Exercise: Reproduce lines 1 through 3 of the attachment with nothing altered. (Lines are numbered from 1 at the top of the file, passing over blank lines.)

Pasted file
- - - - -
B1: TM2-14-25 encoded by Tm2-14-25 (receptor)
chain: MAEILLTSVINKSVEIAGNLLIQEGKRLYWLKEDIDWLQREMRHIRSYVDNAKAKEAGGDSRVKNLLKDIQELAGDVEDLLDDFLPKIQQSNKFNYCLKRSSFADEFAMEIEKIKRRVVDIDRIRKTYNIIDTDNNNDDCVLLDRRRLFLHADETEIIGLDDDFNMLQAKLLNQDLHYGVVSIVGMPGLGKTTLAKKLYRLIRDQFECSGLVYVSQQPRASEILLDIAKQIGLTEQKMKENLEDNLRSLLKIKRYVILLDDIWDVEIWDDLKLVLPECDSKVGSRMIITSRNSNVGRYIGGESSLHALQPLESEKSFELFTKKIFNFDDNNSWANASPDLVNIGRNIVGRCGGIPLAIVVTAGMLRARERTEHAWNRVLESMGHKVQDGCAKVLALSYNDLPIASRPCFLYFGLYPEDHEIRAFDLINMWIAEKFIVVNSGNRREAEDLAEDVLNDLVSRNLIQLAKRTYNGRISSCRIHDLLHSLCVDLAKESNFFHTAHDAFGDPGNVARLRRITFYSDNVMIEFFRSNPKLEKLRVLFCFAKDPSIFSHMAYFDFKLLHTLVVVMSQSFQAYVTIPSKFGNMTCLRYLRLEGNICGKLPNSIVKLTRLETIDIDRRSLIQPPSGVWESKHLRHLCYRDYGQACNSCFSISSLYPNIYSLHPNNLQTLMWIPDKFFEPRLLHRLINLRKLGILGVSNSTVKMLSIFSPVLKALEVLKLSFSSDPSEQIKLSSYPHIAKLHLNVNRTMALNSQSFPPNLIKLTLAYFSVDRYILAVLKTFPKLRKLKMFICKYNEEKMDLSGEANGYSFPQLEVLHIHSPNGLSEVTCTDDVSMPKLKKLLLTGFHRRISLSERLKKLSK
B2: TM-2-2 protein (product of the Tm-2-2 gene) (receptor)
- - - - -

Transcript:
B1: TM2-14-25 encoded by Tm2-14-25 (receptor)
chain: MAEILLTSVINKSVEIAGNLLIQEGKRLYWLKEDIDWLQREMRHIRSYVDNAKAKEAGGDSRVKNLLKDIQELAGDVEDLLDDFLPKIQQSNKFNYCLKRSSFADEFAMEIEKIKRRVVDIDRIRKTYNIIDTDNNNDDCVLLDRRRLFLHADETEIIGLDDDFNMLQAKLLNQDLHYGVVSIVGMPGLGKTTLAKKLYRLIRDQFECSGLVYVSQQPRASEILLDIAKQIGLTEQKMKENLEDNLRSLLKIKRYVILLDDIWDVEIWDDLKLVLPECDSKVGSRMIITSRNSNVGRYIGGESSLHALQPLESEKSFELFTKKIFNFDDNNSWANASPDLVNIGRNIVGRCGGIPLAIVVTAGMLRARERTEHAWNRVLESMGHKVQDGCAKVLALSYNDLPIASRPCFLYFGLYPEDHEIRAFDLINMWIAEKFIVVNSGNRREAEDLAEDVLNDLVSRNLIQLAKRTYNGRISSCRIHDLLHSLCVDLAKESNFFHTAHDAFGDPGNVARLRRITFYSDNVMIEFFRSNPKLEKLRVLFCFAKDPSIFSHMAYFDFKLLHTLVVVMSQSFQAYVTIPSKFGNMTCLRYLRLEGNICGKLPNSIVKLTRLETIDIDRRSLIQPPSGVWESKHLRHLCYRDYGQACNSCFSISSLYPNIYSLHPNNLQTLMWIPDKFFEPRLLHRLINLRKLGILGVSNSTVKMLSIFSPVLKALEVLKLSFSSDPSEQIKLSSYPHIAKLHLNVNRTMALNSQSFPPNLIKLTLAYFSVDRYILAVLKTFPKLRKLKMFICKYNEEKMDLSGEANGYSFPQLEVLHIHSPNGLSEVTCTDDVSMPKLKKLLLTGFHRRISLSERLKKLSK
B2: TM-2-2 protein (product of the Tm-2-2 gene) (receptor)